Wednesday, 24 June 2015

Bristol diary - part 4. Wandering star

...I keep on walking.  It's around the next corner.

Ah, the famous Clifton Suspension Bridge! 

I'm enthralled by Brunel's elegant structure. It's currently undergoing work; on my side here the brickwork is draped in green tarpaulin and scaffolding and I can't seem to get a great photo - but never mind, just seeing it is enough.  I think it's beautiful.

The drama of the Avon Gorge makes me feel momentarily breathless for the second time today.  And everything else around here, big and small, is a joy to witness: the water, the views, the wild flowers, a friendly cat even (what's it doing up here?) and a blaze of fluorescent yellow as some miniature hi-vis jackets gather in the distance, worn by a troop of tiny schoolchildren.  (Either that or it's a gang of vertically-challenged scaffolders.)

I stop walking and just look for a while.  My camera seems redundant.

On the way back I get lost – I was going to say 'slightly' lost, but surely you're either lost or you're not?! - and meander the tranquil residential roads of Clifton (I think) in completely the wrong direction(s), not that it really matters.  I have the navigational prowess of a concussed butterfly.

But once I get back on track (the friendly couple who are pruning a tree and whom I ask for advice suggest I keep the sun on my right hand side, and it works) I recognise Queen's Road.

Here I stop off at the Royal West of England Academy of Art but it's being refurbished, so there's only one small room of drawings on show. Still, I enjoy them... as well as coffee and a slice of cake (orange and frangipane, since you ask).

I've been out for nearly four hours and decide to head back to the harbourside.  Outside the Arnolfini Gallery (also being refurbished - it's not my week!) I'm approached by three men, mid-thirties probably. Two with beards (of course, seeing as nearly every man in his thirties has a beard), one clean-shaven with floppy hair. They have intelligent faces, friendly smiles and, hmm...  a film camera and sound equipment...

Don't know what gets into me when I travel alone but it seems I'm up for anything. Well, almost.

So I say “Yes!” to their proposition (but “No!” to being filmed whilst doing it...)


  1. Great pics and tales C.
    Swiss Adam

  2. Glad you like the bridge. I used to cycle over it, then down the hill to college, in my first degree year. It was fantastic, but he ride back was a lot less amusing. I eventually moved south of the river and did the journey at water level instead.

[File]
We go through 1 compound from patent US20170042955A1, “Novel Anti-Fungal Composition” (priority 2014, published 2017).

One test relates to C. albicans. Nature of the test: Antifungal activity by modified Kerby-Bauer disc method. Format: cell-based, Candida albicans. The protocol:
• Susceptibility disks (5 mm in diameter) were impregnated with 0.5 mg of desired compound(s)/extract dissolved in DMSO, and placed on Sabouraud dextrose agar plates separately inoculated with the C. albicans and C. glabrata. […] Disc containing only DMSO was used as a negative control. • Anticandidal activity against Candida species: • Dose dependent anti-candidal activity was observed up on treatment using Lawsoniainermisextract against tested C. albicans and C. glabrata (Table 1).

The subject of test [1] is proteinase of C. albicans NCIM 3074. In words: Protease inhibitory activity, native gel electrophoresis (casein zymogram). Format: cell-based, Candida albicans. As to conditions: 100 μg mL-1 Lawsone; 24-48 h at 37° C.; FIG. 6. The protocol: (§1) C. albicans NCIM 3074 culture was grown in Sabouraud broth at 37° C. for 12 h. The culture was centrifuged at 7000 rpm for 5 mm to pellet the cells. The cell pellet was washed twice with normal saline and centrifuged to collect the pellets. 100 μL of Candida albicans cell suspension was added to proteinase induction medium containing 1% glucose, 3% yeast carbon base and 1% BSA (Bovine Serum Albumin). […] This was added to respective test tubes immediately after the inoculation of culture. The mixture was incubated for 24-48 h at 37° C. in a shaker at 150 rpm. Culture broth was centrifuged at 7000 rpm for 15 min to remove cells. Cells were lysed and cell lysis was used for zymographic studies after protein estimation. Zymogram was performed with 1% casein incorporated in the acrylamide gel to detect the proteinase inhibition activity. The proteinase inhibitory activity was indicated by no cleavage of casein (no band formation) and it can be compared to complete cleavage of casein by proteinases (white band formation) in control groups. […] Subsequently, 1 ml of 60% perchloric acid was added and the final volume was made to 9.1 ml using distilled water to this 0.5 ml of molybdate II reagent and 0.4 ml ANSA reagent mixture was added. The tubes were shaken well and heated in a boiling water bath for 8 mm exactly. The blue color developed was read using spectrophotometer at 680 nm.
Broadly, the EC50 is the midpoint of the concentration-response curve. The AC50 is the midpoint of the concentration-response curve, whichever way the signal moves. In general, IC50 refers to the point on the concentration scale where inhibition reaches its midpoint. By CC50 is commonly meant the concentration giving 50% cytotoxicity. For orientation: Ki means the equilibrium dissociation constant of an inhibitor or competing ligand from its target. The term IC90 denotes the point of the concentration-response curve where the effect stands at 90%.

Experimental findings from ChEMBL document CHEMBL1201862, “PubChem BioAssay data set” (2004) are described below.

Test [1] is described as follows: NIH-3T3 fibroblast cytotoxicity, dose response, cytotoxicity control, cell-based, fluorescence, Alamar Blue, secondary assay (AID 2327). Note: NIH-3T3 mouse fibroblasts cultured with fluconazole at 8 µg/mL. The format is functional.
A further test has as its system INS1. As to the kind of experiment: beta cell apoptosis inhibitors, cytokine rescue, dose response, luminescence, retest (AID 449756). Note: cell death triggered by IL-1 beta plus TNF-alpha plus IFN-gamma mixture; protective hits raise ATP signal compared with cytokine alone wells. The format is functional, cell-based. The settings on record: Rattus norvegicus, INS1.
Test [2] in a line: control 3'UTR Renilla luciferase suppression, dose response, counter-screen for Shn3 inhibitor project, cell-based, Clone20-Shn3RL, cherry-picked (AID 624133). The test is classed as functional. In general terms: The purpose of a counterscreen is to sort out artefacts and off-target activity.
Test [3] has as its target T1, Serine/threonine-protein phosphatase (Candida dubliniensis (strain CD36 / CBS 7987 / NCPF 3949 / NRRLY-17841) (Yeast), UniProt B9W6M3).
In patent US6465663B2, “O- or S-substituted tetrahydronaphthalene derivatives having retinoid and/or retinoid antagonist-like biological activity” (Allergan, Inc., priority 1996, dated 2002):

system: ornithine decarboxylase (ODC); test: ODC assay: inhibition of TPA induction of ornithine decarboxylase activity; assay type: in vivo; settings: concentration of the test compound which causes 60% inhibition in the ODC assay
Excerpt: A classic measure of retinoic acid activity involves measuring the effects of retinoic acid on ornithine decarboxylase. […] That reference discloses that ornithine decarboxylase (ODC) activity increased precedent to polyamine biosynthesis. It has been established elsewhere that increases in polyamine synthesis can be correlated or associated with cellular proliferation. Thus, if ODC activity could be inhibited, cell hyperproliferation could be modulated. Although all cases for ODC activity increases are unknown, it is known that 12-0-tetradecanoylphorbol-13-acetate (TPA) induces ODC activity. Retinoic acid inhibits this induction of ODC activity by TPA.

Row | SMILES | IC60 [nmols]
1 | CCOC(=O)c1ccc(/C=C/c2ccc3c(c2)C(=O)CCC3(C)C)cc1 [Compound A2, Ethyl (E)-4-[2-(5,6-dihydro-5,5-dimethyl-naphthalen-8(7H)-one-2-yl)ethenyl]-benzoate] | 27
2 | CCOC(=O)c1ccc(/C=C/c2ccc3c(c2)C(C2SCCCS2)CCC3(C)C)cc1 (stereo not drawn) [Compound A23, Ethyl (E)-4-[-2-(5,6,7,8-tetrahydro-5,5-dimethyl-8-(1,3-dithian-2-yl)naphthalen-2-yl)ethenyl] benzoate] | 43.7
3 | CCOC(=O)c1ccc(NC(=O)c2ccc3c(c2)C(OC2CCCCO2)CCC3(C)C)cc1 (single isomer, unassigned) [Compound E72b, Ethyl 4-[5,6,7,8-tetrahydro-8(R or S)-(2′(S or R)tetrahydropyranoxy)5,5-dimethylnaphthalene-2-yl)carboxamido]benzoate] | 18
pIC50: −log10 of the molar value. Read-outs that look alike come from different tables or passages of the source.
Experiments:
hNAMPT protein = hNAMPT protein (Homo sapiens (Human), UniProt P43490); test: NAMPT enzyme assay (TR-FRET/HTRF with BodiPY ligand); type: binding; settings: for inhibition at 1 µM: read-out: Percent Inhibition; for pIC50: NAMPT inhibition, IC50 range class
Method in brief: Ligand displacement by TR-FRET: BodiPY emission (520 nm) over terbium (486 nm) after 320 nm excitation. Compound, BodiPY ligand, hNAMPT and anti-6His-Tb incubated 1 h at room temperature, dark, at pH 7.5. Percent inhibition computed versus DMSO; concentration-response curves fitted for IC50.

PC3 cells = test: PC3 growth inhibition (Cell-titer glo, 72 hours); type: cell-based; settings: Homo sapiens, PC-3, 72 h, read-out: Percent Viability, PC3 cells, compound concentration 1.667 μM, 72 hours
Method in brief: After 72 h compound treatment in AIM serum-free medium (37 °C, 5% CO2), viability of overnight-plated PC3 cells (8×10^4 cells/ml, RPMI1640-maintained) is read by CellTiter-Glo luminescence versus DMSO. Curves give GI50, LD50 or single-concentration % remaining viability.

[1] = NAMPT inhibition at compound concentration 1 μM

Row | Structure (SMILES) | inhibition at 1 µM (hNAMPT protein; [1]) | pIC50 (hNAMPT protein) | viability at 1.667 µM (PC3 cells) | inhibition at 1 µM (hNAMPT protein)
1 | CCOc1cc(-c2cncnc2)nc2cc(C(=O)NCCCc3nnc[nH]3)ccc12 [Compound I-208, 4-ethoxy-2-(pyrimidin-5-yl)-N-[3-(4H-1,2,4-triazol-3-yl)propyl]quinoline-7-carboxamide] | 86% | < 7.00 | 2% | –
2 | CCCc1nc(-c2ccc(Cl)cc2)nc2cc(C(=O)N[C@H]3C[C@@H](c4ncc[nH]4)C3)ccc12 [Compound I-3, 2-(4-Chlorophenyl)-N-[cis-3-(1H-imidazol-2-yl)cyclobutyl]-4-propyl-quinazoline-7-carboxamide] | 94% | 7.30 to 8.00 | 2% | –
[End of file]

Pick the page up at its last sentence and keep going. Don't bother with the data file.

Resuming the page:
Did you know that the bridge was built from second hand parts after Brunel's original extravagant, faux Egyptian design was turned down by the City Fathers for being too pricey? Actually, I think their stinginess was justified, and the simple, elegant alternative looks like it was always meant to be that way. Got to love the cock-up theory of history.

    Apparently, suicides were more frequent during the period when it was painted red too.

    1. Hi Hugh, I didn't know that about the bridge, thanks - that's really interesting, and I agree, it looks just right the way it is (I can't imagine a fancy faux Egyptian design there somehow!) Weird about the suicides too...

      I envy you your college years there. What a great backdrop to your studies.

  3. The navigational prowess of a concussed butterfly - brilliant!

  4. You certainly covered some turf. We are very proud of the bridge and old Brunel. Aimlessly wandering the streets of Clifton is something I have done many times.

    1. So you should be proud... I loved it.
      It's nice to think we've no doubt walked the same streets SB!

  5. Much as I'm enjoying your wonderful photos and also enjoy taking my own, you're quite right, sometimes the camera is redundant. I've often spent precious minutes squinting through the viewfinder, clicking and clicking again and yet still failing to capture what is, in essence, an uncapturable scene. Then I suddenly realise that perhaps instead of trying to photograph it, I should take a moment to really just LOOK.
    Unfortunately, I went too far the other way for a while in the early Noughties, deciding that I wasn't going to take any more photos and instead really try to appreciate and take in everything I saw on my travels. The result being that all I have to show for that whole period are a bunch of muddled, half forgotten memories. I try to strike a balance these days.
    This series just gets better and better C. Very inspiring.

    1. Ah but all of the photos of yours that I have seen have been superb - you have a natural talent for capturing those scenes, even if you don't realise it!
      But yes, the camera is a filter and sometimes an obstacle, sometimes you just have to look and commit to memory... however, as you say, it's good to get a balance - if nothing else even a not very good photo can trigger the memory of the reality for oneself!


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